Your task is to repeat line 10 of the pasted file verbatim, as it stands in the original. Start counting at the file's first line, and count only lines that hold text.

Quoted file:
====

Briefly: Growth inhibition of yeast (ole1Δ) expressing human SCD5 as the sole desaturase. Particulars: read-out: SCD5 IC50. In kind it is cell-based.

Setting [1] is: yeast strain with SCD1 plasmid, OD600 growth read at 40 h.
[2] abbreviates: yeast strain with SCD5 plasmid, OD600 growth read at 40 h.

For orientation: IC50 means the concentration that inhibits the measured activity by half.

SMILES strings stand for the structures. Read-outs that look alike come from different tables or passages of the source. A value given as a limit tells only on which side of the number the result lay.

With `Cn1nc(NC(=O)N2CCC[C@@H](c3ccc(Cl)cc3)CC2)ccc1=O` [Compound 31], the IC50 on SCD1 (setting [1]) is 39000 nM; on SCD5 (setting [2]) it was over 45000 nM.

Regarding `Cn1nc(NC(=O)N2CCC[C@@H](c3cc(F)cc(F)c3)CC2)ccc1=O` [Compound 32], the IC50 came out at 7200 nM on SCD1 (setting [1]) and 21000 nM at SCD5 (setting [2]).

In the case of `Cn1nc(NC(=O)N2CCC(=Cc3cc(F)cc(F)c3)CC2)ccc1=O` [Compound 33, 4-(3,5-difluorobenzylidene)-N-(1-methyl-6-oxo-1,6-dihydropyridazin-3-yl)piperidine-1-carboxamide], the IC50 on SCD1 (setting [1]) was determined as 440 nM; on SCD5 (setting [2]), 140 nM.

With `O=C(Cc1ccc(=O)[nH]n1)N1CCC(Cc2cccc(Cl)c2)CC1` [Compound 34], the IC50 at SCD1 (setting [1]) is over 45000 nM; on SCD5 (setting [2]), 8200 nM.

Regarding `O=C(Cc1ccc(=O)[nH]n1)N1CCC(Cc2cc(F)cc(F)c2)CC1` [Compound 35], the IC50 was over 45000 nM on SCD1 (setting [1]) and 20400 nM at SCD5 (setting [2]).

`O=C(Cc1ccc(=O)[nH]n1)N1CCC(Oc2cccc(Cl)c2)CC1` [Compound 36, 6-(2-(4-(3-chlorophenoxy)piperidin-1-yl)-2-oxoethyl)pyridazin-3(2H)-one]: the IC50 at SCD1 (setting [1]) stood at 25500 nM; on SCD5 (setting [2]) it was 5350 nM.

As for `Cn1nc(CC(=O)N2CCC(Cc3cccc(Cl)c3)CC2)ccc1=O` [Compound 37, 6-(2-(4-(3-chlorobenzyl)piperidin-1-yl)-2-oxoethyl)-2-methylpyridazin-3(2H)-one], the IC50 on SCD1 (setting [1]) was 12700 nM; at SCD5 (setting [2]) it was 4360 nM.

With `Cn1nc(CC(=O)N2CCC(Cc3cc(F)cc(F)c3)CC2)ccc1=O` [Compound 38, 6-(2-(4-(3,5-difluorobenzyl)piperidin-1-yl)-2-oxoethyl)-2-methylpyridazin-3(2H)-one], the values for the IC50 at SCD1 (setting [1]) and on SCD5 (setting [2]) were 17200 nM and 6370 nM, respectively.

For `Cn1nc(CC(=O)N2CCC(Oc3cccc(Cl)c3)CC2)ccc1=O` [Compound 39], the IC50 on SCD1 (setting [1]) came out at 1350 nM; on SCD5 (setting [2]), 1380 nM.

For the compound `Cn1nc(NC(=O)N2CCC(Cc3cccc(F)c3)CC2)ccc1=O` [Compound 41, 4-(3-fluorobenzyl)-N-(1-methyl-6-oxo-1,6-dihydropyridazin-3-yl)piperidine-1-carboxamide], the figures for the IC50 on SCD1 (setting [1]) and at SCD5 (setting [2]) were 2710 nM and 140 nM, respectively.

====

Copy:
Regarding `O=C(Cc1ccc(=O)[nH]n1)N1CCC(Cc2cc(F)cc(F)c2)CC1` [Compound 35], the IC50 was over 45000 nM on SCD1 (setting [1]) and 20400 nM at SCD5 (setting [2]).